Early plants handling the rain while others will need replanted
Our gardens and yards are flourishing or suffering from all the rain. The areas that are clay are squishy underfoot and there’s been a moat around my garden. Still, plants that went in early are doing well. Spinach is bolting now, the leaf shape changing from roundish to arrow-shaped, but there have been many meals and spinach will get replanted for a fall crop in late July. I plant sugar snap peas since they are so good raw, they are filling their pods now, the fatter the pod the sweeter the peas. The third spring vegetable, asparagus, is now free to grow tall and recharge its underground parts. One foolish zucchini had a bloom on it yesterday but they are really not ready to start flowering. Tomatoes are flowering. Tomatoes are designed for buzz pollination, if you notice, the flower is downward facing so a bee can buzz underneath and pollen falls on the female part of the flower and the back of the bee. I help by flicking the flowers to hopefully discharge the pollen in case a bee has not been by. Found a couple of Colorado potato beetles on my potatoes, picked them off and put them in a gallon milk jug with a little water, they can’t fly out.
Peonys and iris are finished now, dead head (remove dead flowers) the plants to focus energy on growth and not seed production. Lilies and roses are starting to bloom and all the geraniums and flowers from garden centers should be lush. This year I planted breadseed poppies for the first time and they are eyecatching, rich purple flowers on tallish (2-3 feet) stems with silvery gray leaves.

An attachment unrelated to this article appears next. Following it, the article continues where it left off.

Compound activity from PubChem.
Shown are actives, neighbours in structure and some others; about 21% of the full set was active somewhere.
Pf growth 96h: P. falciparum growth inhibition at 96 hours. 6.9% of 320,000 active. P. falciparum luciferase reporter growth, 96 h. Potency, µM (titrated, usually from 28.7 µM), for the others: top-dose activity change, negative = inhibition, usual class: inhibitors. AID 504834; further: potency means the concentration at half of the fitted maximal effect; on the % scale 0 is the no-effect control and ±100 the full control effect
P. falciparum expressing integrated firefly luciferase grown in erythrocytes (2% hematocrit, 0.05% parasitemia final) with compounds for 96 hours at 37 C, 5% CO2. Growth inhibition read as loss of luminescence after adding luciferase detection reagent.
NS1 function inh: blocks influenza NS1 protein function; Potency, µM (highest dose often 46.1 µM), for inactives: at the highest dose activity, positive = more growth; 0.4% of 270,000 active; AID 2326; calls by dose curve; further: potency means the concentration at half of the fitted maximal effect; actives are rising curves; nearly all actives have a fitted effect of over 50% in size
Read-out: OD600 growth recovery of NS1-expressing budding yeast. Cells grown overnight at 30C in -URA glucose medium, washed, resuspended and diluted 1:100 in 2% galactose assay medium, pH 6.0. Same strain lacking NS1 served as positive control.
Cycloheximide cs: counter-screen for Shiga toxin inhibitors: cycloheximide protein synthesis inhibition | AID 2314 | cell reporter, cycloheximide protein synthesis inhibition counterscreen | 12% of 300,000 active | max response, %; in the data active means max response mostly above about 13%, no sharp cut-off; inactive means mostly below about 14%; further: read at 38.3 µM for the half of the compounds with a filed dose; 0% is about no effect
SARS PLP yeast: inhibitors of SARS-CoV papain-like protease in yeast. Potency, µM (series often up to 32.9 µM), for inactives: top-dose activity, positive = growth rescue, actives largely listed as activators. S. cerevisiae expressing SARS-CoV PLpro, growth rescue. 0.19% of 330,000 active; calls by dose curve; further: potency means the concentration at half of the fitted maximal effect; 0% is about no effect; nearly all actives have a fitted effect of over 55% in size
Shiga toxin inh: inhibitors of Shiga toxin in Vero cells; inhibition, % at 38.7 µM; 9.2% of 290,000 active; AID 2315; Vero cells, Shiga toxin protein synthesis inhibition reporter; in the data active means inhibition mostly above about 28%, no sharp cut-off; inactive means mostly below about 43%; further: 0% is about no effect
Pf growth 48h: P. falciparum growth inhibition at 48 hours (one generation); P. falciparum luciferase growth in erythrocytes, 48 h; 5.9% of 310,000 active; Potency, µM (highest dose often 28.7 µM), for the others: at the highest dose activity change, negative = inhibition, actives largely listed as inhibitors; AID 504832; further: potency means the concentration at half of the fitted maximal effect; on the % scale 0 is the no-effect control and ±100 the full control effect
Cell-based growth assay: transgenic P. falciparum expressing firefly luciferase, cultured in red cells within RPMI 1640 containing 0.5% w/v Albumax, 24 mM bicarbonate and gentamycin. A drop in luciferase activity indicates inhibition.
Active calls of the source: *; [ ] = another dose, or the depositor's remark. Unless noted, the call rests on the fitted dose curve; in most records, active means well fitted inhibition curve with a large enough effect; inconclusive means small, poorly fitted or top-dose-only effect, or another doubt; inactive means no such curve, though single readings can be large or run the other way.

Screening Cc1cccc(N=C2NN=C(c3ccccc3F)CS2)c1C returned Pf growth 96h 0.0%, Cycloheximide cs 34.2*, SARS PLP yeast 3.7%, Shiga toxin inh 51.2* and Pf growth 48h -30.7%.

Even though we have had a lot of rain it’s possible the later summer will be dry. The raised beds are great for drainage so potatoes don’t rot, but the other side of that is rain moves right through the beds. This week I spread leaf mulch around all my squash, potatoes, tomatoes and other plants to try to keep in moisture when that becomes necessary. The mulch will also keep weeds down.
I was at a conference last week and there were a couple of talks on ash trees. There must be a good seed bank because ash continue to come up in my yard. Someone suggested that the ash borer doesn’t attack until the bark goes from smooth (in young trees) to rough. I will try a few things to save the trees I have. However I’m noticing the sycamores are looking ragged and wonder if the borer is attacking them since most mature ash trees are dead now.
Weeds are growing like crazy and I am a bit frantic to get my yard somewhat respectable since it will be on the Tiffin Historic Trust garden tour the 30th. My yard will always be a work in progress since I have more ideas and experiments than time but I know the other 10 gardens on the tour will be immaculate and encourage you to visit and get ideas.
Susan Carty is a local gardener and a professor emerita of biology at Heidelberg University.
Contact her via:firstname.lastname@example.org